by Merve Canalp, Researcher at AMEXCI

During “Composite Workshops 2021”, four virtual workshops with the participation of high-performance polymers and composites AM companies were held successfully during Q4 2021. The main material focus was on Composite AM Technologies including Robotic Material Extrusion (by Ai Build), Composite Based Additive Manufacturing (by Impossible Objects and Ricoh), Fiber Placement Additive Manufacturing (by 9T Labs), and Composite Thermoplastic Material Extrusion (by Roboze).

With the help of article series, we would like to introduce some of the most prominent AM companies and their technologies which took part in the Composite Workshops 2021. And in this second part, we are going to introduce Impossible Objects and Composite-Based Additive Manufacturing (CBAM).

Part II: Composite-Based Additive Manufacturing presented by Impossible Objects and Ricoh     


Impossible Objects & Ricoh: Composite-Based Additive Manufacturing (CBAM), developed by Impossible Objects (IO), is a type of  Continuous Fiber Sheet Lamination process which enables printing sheet fiber, e.g., carbon or glass, reinforced parts held together by thermoplastic polymer matrix such as Polyetheretherketone (PEEK) or Polyamide (PA12, Nylon).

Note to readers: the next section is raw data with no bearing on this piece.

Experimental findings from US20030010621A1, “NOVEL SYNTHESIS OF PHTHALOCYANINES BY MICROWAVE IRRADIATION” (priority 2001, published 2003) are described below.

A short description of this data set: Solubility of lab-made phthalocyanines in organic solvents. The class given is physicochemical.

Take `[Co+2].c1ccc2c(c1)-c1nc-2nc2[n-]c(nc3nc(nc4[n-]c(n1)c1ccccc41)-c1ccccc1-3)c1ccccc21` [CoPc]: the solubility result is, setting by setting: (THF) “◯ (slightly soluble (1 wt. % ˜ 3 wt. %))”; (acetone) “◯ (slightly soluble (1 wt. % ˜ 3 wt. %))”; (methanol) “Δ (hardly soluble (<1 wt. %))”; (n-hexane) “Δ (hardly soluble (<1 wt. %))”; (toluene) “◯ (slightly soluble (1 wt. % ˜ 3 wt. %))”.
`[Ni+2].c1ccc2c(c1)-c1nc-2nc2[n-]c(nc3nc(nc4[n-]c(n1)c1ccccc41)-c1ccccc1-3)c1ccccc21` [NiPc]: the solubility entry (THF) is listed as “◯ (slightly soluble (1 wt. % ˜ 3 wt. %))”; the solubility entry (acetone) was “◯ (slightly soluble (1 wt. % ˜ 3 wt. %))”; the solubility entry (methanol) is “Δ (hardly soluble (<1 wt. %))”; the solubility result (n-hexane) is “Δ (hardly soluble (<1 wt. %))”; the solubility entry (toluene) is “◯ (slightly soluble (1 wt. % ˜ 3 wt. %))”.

CBAM technology benefits lie in printing dimensionally stable parts with fine details, while having excellent strength-to-weight ratio. As of Spring 2021, IO provides parts to Ricoh UK for customers based in the EU. [1] [2]

Figure 1. CBAM printed functional parts for various applications.

A closer look at CBAM Technology

Overall CBAM printer build size is 30,5 cm x 30,5 cm x 10,2* cm (*taller height might be possible for custom applications). CBAM printing involves several steps in realizing the final part as shown in Figure 2.